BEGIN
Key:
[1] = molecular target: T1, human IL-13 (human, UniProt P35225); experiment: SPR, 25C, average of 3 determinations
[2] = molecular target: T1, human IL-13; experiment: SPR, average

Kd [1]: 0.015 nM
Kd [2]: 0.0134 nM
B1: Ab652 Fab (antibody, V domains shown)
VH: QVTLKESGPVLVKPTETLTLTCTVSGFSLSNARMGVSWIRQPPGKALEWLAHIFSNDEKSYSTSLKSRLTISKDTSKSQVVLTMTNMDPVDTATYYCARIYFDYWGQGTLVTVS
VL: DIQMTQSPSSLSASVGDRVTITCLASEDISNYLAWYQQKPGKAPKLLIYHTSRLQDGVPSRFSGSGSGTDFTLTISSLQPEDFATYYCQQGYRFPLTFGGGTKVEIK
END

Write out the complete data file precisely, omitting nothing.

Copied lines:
Key:
[1] = molecular target: T1, human IL-13 (human, UniProt P35225); experiment: SPR, 25C, average of 3 determinations
[2] = molecular target: T1, human IL-13; experiment: SPR, average

Kd [1]: 0.015 nM
Kd [2]: 0.0134 nM
B1: Ab652 Fab (antibody, V domains shown)
VH: QVTLKESGPVLVKPTETLTLTCTVSGFSLSNARMGVSWIRQPPGKALEWLAHIFSNDEKSYSTSLKSRLTISKDTSKSQVVLTMTNMDPVDTATYYCARIYFDYWGQGTLVTVS
VL: DIQMTQSPSSLSASVGDRVTITCLASEDISNYLAWYQQKPGKAPKLLIYHTSRLQDGVPSRFSGSGSGTDFTLTISSLQPEDFATYYCQQGYRFPLTFGGGTKVEIK